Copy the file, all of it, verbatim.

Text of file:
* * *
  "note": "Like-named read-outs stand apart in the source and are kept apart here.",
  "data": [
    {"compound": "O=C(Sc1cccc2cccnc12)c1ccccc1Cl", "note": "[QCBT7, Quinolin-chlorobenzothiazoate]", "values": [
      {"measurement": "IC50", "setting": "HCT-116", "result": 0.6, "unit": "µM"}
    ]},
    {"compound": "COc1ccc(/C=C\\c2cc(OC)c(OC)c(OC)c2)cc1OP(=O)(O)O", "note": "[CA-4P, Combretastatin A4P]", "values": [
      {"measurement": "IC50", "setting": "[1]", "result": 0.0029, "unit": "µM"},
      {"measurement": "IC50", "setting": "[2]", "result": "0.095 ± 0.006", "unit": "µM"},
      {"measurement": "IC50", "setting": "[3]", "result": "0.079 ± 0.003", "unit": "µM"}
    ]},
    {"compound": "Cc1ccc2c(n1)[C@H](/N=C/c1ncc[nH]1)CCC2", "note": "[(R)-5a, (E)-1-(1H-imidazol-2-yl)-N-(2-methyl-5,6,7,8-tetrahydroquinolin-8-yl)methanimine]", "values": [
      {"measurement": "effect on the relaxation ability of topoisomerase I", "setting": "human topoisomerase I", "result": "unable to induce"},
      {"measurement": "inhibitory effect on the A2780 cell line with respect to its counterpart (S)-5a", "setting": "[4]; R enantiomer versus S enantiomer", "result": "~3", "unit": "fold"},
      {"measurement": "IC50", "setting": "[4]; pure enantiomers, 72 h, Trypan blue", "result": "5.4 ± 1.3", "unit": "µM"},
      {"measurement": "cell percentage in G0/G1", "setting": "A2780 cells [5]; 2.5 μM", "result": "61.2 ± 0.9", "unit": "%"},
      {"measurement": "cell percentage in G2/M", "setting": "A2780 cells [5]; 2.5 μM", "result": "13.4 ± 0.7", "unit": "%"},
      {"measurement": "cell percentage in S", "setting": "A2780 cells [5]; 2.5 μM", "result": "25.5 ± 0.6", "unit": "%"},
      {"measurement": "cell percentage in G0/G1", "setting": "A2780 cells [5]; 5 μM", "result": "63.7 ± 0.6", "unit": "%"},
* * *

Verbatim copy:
  "note": "Like-named read-outs stand apart in the source and are kept apart here.",
  "data": [
    {"compound": "O=C(Sc1cccc2cccnc12)c1ccccc1Cl", "note": "[QCBT7, Quinolin-chlorobenzothiazoate]", "values": [
      {"measurement": "IC50", "setting": "HCT-116", "result": 0.6, "unit": "µM"}
    ]},
    {"compound": "COc1ccc(/C=C\\c2cc(OC)c(OC)c(OC)c2)cc1OP(=O)(O)O", "note": "[CA-4P, Combretastatin A4P]", "values": [
      {"measurement": "IC50", "setting": "[1]", "result": 0.0029, "unit": "µM"},
      {"measurement": "IC50", "setting": "[2]", "result": "0.095 ± 0.006", "unit": "µM"},
      {"measurement": "IC50", "setting": "[3]", "result": "0.079 ± 0.003", "unit": "µM"}
    ]},
    {"compound": "Cc1ccc2c(n1)[C@H](/N=C/c1ncc[nH]1)CCC2", "note": "[(R)-5a, (E)-1-(1H-imidazol-2-yl)-N-(2-methyl-5,6,7,8-tetrahydroquinolin-8-yl)methanimine]", "values": [
      {"measurement": "effect on the relaxation ability of topoisomerase I", "setting": "human topoisomerase I", "result": "unable to induce"},
      {"measurement": "inhibitory effect on the A2780 cell line with respect to its counterpart (S)-5a", "setting": "[4]; R enantiomer versus S enantiomer", "result": "~3", "unit": "fold"},
      {"measurement": "IC50", "setting": "[4]; pure enantiomers, 72 h, Trypan blue", "result": "5.4 ± 1.3", "unit": "µM"},
      {"measurement": "cell percentage in G0/G1", "setting": "A2780 cells [5]; 2.5 μM", "result": "61.2 ± 0.9", "unit": "%"},
      {"measurement": "cell percentage in G2/M", "setting": "A2780 cells [5]; 2.5 μM", "result": "13.4 ± 0.7", "unit": "%"},
      {"measurement": "cell percentage in S", "setting": "A2780 cells [5]; 2.5 μM", "result": "25.5 ± 0.6", "unit": "%"},
      {"measurement": "cell percentage in G0/G1", "setting": "A2780 cells [5]; 5 μM", "result": "63.7 ± 0.6", "unit": "%"},